Wisps of green light danced across the night sky as a spectacular display of aurora borealis was visible across Manitoba on Monday.
“It was by far the best show of 2021 and probably one of my favourites,” said Justin Anderson, co-creator of the Facebook group Manitoba Aurora and Astronomy. “It’s just an incredible thing to witness.”
Generally speaking cities aren’t great places to take in the natural phenomena because light pollution blots out the aurora borealis. But in rare cases when the northern lights are particularly bright, as they were Monday, people within cities can catch the magic.
Anderson watched the show from Brandon, but people from Winnipeg and across western Canadian cities managed to snap photos of the lights from inside city limits.
Those outside cities were treated to even more remarkable displays, Anderson said. People from West St. Paul to Plumas, from Birds Hill Provincial Park to Delta Marsh and Garden Hill First Nation all documented the vivid spectacle.
The reason so many people took notice has something to do with the three stages of aurora borealis: expansion, break up and recovery, Anderson said.
In the expansion phase the initial signs of a green glow appear on the horizon, while recovery is the final stage, which is characterized by pulsating lights.
The middle part, or break up, is when the lights start to dance in earnest and when multiple colours emerge. That stage was brighter and longer than some other displays, Anderson said.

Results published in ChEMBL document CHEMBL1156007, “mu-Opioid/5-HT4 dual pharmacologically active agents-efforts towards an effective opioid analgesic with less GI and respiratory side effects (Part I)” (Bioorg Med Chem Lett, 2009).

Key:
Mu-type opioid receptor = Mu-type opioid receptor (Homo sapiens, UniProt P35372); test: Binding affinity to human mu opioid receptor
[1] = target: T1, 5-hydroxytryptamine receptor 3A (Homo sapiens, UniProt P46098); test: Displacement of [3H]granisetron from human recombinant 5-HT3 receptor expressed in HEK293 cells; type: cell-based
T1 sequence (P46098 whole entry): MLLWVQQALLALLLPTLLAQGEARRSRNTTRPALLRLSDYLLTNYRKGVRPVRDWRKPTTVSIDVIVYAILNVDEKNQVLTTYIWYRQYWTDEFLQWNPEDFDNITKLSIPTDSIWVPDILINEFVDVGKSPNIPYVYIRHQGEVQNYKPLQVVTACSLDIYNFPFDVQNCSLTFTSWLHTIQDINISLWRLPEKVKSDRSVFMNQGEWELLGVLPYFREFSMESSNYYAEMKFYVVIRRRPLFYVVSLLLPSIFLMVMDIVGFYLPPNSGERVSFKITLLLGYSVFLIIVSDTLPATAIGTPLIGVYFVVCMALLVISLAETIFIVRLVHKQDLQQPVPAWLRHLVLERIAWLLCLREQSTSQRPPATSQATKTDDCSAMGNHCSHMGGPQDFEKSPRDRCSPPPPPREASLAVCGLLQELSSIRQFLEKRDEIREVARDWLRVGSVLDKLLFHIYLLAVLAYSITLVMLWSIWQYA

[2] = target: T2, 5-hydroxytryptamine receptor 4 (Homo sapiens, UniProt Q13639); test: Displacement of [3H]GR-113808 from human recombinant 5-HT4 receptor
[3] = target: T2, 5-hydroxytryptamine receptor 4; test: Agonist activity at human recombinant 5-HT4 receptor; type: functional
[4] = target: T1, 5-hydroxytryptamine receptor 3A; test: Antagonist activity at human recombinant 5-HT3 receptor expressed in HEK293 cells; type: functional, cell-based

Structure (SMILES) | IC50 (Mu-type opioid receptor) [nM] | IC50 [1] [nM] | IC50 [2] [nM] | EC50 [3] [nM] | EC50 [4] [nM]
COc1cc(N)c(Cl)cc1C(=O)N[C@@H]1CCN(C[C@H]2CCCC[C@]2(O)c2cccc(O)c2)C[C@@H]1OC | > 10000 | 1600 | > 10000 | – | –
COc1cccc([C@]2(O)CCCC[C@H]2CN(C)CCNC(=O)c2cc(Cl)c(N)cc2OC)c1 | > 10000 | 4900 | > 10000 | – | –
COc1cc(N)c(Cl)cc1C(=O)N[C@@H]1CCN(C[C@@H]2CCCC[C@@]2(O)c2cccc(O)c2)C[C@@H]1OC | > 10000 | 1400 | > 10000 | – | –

“It was so bright that as soon as it started to blow up and dance, it was overhead, so the entire sky turned pink and green and blue and just so many colours,” he told CBC Up to Speed host Faith Fundal on Tuesday. “The ground was so bright it was almost as if there was a full moon out.”
Anderson said there was potential to see the lights again Tuesday night. A good place to check for signs of the lights forming (aside from looking up) is to check the Manitoba Aurora and Astronomy Facebook page.
If you see posts suggesting the odds are good that night, Anderson recommends heading to provincial or national parks for the best look. Failing that, he said, driving even 15 minutes outside a city can provide an excellent view.
And if you miss out on the next show, Anderson says not to fret. Winter is the best season to catch the northern lights, and winter is coming.
“Stick with it because you’ll get a really good show. It’s always a rush to see it, especially when it explodes like it did last night.”